Very Rich Effect to Doily Model
Here Illustrated.
This may be worked on fine white
linen, to be used as a dolly for cake,
sandwiches, etc., or on fine cloth for
a lamp or vase mat.
On linen the work would be exe
to
of
cuted in white flax thread or soft
a
in
to
by
On
til
", •
'
b.)
m
rV;
/•'
tx't
NO. 1 DOILY EMBROIDERY.
embroidery cotton; for working on
cloth, silk would he used.
Rather more than half the design
is shown in No. 2.
satin and cording-stitch. The leaves
and flowers should be well padded by
running out two or three times before
It is worked in
XT
f
P
I
I
I
i
in
NO. 2 .—design FOR NO. L
a
club, working the satin stitch; this gives
the work a richer effect. The pat
tern must be continued in a light trail
round the opposite side of dolly. The
sqalloped edge is run out twice in the
narrow part and three tlmes ^n the
GRIM OLD ST. UK
FAMOUS PRISON AT PARIS TO
BE PULLED DOWN.
Bunt as a Hospital for Lepers in
1110, It Has Served Since
the Revolution as
a Jail.
The most famous prison in Paris
since the destruction of the Bastlle
—St. Lazare —is to be pulled down to
make way for modern improvements.
Vast, grim and sinister looking,
haunted by evil memories, unsanitary,
no longer fitted to survive even as an
abode for those who have fallen un
der the ban of the law, its demolition
will cause rejoicing in Paris. Only
those antiquarians, to whom every
thing that is old is precious, will re
gret its disappearance.
Situated in the most populous re
gion of the city, the Faubourg St.
Denis, it has gone through manjr
phases, and the uses to which it Iras
been put from time to time, reflect
the startling vicissitudes that have
attended the growth of the French
capital. Could they speak, its hoary
stones might tell strange stories—
stories of peace and charity; of piety
that in after times served as a mask
for hypocrisy, levity and debauchery;
of the horrible atrocities perpetrated
in the name of liberty, equality and
fraternity: of crime and depravity.
It is strange to reflect that it was
the beneficent charity taught by the
gentle Nazarene which gave birth to
the gloomy structure which has long
seemed a fitting habitation for mis
4
!
*■
!
t ' tb H
'A k
m
1
Ü1.
,JUi
1j
ST. LAZARE PRISON.
ery and despair. St. Lazare S
founded in 1110 as a hospital for iVj
ers, as its name implies. By a ch»
ter granted in 1147 these lepers wer^
given the right to choose out of the
king's cellars ten hogsheads of wine a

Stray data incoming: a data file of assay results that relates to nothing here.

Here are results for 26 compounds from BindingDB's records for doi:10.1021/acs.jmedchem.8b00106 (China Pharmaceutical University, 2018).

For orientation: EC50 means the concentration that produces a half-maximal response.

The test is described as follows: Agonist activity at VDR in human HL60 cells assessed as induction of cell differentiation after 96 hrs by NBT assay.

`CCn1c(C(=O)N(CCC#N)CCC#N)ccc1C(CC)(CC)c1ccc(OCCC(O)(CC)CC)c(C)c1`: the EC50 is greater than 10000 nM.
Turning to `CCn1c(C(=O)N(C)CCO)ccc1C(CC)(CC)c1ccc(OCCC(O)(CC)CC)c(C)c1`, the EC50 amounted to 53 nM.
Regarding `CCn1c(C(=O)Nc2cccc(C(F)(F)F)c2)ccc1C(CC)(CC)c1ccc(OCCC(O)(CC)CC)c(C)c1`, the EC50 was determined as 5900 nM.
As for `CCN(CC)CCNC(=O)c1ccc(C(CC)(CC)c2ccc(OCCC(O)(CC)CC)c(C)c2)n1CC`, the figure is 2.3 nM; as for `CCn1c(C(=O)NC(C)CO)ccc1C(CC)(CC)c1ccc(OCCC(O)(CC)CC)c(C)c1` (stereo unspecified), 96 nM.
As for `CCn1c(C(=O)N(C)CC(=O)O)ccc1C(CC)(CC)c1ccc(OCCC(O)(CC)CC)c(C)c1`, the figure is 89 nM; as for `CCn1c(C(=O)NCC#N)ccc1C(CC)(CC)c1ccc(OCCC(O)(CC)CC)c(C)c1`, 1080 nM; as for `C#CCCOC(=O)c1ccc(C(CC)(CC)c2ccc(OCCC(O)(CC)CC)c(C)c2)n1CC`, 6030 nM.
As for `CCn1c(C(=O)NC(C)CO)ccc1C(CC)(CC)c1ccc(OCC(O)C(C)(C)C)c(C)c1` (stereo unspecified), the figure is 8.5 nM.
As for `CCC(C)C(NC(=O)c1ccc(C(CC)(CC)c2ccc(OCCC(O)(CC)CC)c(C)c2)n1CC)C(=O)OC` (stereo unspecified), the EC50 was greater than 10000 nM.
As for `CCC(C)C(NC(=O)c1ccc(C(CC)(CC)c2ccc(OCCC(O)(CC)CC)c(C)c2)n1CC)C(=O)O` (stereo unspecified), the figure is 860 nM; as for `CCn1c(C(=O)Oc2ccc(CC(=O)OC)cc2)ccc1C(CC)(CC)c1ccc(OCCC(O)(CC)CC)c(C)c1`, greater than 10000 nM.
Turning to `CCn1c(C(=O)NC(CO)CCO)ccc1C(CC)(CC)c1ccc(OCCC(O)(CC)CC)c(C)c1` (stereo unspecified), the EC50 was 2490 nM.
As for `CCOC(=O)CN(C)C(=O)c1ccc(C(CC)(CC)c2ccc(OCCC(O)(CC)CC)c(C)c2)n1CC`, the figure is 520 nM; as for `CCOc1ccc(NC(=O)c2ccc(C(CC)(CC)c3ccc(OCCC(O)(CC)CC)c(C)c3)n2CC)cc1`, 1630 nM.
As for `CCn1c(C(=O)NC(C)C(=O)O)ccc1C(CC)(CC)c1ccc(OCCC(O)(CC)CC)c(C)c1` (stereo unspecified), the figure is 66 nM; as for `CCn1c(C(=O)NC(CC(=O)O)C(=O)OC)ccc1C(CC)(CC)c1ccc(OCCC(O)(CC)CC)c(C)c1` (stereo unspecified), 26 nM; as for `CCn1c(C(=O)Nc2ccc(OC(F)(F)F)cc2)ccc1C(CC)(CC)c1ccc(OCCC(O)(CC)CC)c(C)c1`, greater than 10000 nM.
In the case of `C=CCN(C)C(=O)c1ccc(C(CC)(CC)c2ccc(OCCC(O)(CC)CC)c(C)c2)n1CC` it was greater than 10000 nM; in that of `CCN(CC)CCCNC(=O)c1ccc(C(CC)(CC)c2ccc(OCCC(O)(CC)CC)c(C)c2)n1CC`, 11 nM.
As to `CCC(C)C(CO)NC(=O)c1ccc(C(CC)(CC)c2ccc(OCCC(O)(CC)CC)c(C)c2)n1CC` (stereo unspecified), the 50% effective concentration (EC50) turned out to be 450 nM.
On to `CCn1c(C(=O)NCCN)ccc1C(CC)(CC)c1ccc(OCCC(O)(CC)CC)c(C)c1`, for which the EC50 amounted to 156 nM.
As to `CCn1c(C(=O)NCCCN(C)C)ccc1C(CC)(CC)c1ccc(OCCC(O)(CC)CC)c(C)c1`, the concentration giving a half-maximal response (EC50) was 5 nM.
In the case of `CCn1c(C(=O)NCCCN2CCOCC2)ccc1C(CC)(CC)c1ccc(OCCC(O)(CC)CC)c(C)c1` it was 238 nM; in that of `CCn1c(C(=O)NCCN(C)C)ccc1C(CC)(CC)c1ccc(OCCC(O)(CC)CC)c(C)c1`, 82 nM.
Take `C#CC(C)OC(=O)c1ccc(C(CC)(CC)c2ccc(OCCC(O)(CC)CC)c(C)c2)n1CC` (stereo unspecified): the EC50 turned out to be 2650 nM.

year. Some years later they
changed this privilege for an allow
ance of beef and bread with a few bob
ex
ties of wine.
In 1515 the lepers were ousted and
monks, vowed to piety and poverty,
took their place.
A portion of St. Lazare was set
aside as a house of correction for
men ten years before the outbreak of
the revolution. Beaumarchais, the fa
mous author of the "Marriage of
Figaro" was locked up here solely on
the strength of a "lettre de cachet."
During the reign of terror St. La
zare was transformed into a prison—
which for many of the suspects there
incarcerated proved but the ante
chamber for the guillotine. The mur
der loving tyrant, Robespierre, made
the ferocious Venner governor of St.
Lazare. Venner did his best to make
the lives of the prisoners intrusted
to his care a hell on earth. He gloat
ed over the sufferings which
shadow of impending death caused
them, and adopted every device that
his malignant ingenuity could suggest
add to them.
The cruelties that were practiced at
St. Lazare are excelled only by those
the Inquisition. No prisoner was
allowed to take his rest there at night
without some grim reminder that it
might be his last on earth.
After Napoleon had
the
to
of
triumphed
the terror with his "whiff of
over
grape shot" he made St. Lazare a
prison exclusively for women,
such it has since remained,
prises five separate buildings,
rounding three court yards,
building has four stories, and between
them they provide accommodation—•
such as it is—for 1,200 inmates. The
ground floor is reserved for female
criminals awaiting their transfer to
other penal establishments, and their
workshops are also
On the floor above are women under
remand, and girls under age, who
have been ordered to be detained un
til they have reached their majority.
On the third floor are penned the
"Unfortunates" — feminine outcast«
who have failed to comply with cer
tain police regulations affecting tb-lr
and
It com
sur
Each
aituated there.
class.
Island Bargain.
A millionaire who has an ambition
to be a monarch would do well to bid
in Lundy island, at the entrance of
Bristol channel, which is to be sold
toward the end of the year, says the
Springfield (Mass.) Republican. It is
three miles long and one mile wide
and has been overlooked by the insat
iate British empire. It is no country,
it pays no taxes, Its owner 1« a mon
arch in his little realm. And all this
äplendid isolation within sight of the
shores of England!
Described His Cheese.
The girl asked the polite salesman
if he had good cheese.
"We have some lovely cheese," was
the smiling answer.
"You should not say lovely cheese,'*
ihe corrected.
"Why not? It is," he declared.
"Because" — with boarding-school "
iignlty—"lovely should be used toi|
qualify only something that is alive^W
gives
pat
trail
The
the
the